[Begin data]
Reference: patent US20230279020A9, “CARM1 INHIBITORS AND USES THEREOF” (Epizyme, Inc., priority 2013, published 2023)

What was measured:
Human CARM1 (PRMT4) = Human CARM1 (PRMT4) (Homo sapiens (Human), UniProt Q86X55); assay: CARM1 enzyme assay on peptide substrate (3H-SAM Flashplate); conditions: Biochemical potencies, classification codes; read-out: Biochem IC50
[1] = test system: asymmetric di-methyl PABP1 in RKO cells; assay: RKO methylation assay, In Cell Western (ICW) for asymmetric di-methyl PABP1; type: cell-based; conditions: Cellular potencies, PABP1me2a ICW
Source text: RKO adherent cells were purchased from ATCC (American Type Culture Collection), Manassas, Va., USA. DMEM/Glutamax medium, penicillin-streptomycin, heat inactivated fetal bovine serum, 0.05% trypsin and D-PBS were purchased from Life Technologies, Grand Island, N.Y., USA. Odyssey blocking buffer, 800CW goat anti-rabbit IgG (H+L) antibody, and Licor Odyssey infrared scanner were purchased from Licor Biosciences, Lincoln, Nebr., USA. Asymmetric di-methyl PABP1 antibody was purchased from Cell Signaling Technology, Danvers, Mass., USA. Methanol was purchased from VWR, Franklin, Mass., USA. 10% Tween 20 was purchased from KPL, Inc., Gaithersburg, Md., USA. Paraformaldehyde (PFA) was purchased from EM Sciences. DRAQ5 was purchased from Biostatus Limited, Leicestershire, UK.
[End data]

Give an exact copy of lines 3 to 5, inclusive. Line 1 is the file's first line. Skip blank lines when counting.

Human CARM1 (PRMT4) = Human CARM1 (PRMT4) (Homo sapiens (Human), UniProt Q86X55); assay: CARM1 enzyme assay on peptide substrate (3H-SAM Flashplate); conditions: Biochemical potencies, classification codes; read-out: Biochem IC50
[1] = test system: asymmetric di-methyl PABP1 in RKO cells; assay: RKO methylation assay, In Cell Western (ICW) for asymmetric di-methyl PABP1; type: cell-based; conditions: Cellular potencies, PABP1me2a ICW
Source text: RKO adherent cells were purchased from ATCC (American Type Culture Collection), Manassas, Va., USA. DMEM/Glutamax medium, penicillin-streptomycin, heat inactivated fetal bovine serum, 0.05% trypsin and D-PBS were purchased from Life Technologies, Grand Island, N.Y., USA. Odyssey blocking buffer, 800CW goat anti-rabbit IgG (H+L) antibody, and Licor Odyssey infrared scanner were purchased from Licor Biosciences, Lincoln, Nebr., USA. Asymmetric di-methyl PABP1 antibody was purchased from Cell Signaling Technology, Danvers, Mass., USA. Methanol was purchased from VWR, Franklin, Mass., USA. 10% Tween 20 was purchased from KPL, Inc., Gaithersburg, Md., USA. Paraformaldehyde (PFA) was purchased from EM Sciences. DRAQ5 was purchased from Biostatus Limited, Leicestershire, UK.